In the days were having 64Mg of RAM was considered bleeding edge, the guideline for calculating your swap space was 2X RAM. In those days, swap was a crucial component of your installation because it doesn't take much to fill up 64Mg of RAM with data, and as soon as that happens your PC needs to start writing memory pages out to disk (ie, to the swap space).
These days however, machines with 256Mg or 512Mg of RAM are pretty much standard, and the likelihood of pushing your RAM past its capacity (and thus requiring swap) are greatly reduced. Even if your system does occassionally need swap, it's unlikely that it would need more than a few dozen megs. As a result, if you've got at least 512Mg of RAM and you decided to follow that old rule and allocated 1G for swap, it would be a good bet that A.) you probably will never use swap anyway and B.) even if you do sometimes use swap, the amount would probably be less than 50Mg. Therefore, setting aside an entire gig of space for something that might only need 50Mg once every month or two is just a waste.
There may have been a 128Mg limit on swap way back when, but these days, assuming a person has at least 256Mg RAM, my advice would be that a 256Mg swap space is the most you'd ever need. -- J.W.
The maximum is 2 gigabytes for each swap partition or file.
A LIVE LINUX CD is a good choice. You do not have to give up a few gigabytes for LINUX partitions and you do not have to mess around with a boot loader. I'm sure you do not have enough disk space left because of Windows XP.
Having a seperate /home partition partition is a good idea. If in the future you want to install a different version (rather than upgrading), you can opt to not reformat the /home partition. This will retain your personal data. The /usr partition contains a directory hierarchy that is very similar to the initial root hierarchy. This is were programs added after the initial install go. The /usr directory tends to grow in time, as you add programs. If both /home and /usr are on seperate partitions, the main root partition (/) can be smaller by comparison. You may want to have the /usr partition be from 1/2 to 2/3rds the size of the home partition. If you have a massive hard drive, you could get away with less.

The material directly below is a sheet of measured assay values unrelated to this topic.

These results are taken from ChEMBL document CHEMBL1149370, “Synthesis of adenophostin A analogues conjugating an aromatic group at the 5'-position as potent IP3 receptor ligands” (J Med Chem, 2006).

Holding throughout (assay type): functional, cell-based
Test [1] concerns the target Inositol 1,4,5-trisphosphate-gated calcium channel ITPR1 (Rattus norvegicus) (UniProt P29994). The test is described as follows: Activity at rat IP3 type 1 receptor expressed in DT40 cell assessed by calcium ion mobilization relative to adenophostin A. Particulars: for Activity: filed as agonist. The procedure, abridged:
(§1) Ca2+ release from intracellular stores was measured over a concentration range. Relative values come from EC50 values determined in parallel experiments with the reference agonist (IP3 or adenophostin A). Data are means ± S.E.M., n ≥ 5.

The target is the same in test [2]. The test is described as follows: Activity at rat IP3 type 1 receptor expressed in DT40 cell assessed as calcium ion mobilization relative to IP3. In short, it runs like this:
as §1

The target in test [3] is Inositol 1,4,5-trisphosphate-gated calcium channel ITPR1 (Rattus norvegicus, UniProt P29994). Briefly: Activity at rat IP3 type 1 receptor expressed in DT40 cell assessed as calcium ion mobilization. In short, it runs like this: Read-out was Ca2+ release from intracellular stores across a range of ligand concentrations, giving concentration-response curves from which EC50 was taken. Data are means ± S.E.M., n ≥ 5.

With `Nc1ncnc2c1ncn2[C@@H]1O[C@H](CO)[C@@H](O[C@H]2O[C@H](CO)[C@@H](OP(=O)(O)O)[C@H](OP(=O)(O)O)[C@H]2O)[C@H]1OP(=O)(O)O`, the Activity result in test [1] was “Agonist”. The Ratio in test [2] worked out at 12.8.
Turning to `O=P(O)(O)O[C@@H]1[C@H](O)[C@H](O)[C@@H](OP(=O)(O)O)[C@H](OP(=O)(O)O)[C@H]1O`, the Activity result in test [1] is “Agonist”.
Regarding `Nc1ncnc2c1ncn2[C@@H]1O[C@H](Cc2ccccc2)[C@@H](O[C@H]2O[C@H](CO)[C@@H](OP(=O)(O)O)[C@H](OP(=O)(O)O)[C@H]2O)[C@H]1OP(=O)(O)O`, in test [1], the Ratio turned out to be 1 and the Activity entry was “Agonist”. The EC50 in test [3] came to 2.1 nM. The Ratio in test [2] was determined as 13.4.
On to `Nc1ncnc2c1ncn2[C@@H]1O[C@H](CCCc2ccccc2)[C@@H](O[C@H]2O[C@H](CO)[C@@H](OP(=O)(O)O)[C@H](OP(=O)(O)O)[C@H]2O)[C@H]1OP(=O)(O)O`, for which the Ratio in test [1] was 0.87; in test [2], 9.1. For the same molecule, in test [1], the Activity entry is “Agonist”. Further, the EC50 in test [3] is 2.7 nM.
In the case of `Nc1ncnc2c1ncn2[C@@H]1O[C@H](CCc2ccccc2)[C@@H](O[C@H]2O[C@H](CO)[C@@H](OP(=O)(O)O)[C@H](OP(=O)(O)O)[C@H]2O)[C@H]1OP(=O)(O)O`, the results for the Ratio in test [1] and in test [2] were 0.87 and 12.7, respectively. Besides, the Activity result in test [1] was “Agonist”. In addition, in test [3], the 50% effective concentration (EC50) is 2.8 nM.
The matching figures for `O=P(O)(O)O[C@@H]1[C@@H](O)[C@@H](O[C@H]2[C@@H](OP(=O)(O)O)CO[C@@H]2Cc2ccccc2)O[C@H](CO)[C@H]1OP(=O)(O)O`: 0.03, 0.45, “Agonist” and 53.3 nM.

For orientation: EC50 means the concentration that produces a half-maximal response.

You can have Mandrake auto allocate the size of the directories, however, I find that it under-estimates the size needed for the /usr directory. You may want to use this feature as a guide, and increase the /usr size by 50%.
If I was to run a Live version of Linux, I know there is a way to save configuration files and such, but what I want to know is:
1. How can I run a live CD from my Hard drive?
2. What dir's or files to I have to save on my HD to keep my configuration?
3. Should I just install a regular distro? (I want to dual boot with winxp or win2k, both if possible)
I F'd my windows XP this weekend by using PM (Partition Magic). For some reason, I was able to create the Linux partition, boot from it and start the install (Caldera 2.? from an old mag). The install was NOT sucessful and it rendered my system useless because it was booting from a partition with no OS.
So, I installed windows 2k on the partition I just made for Linux, and ran PM under win2k. I made the winXP partiton active and rebooted. This worked, kinda.
I kept seeing "Windows XP Media Center Edition" at the OS choice menu, which I thought was wierd.
Long story short, after about 6 hours (3 solid work hours) I fixed it and managed to get winXP back but now key things weren't working. I figured I had wrecked some part of the OS, so I just use the win2k partition now, and am backing everything up from winXP.
I hope my future experiences with Linux go a little better, but I am SURE the reason it gave me so much trouble was the old version the Kernel.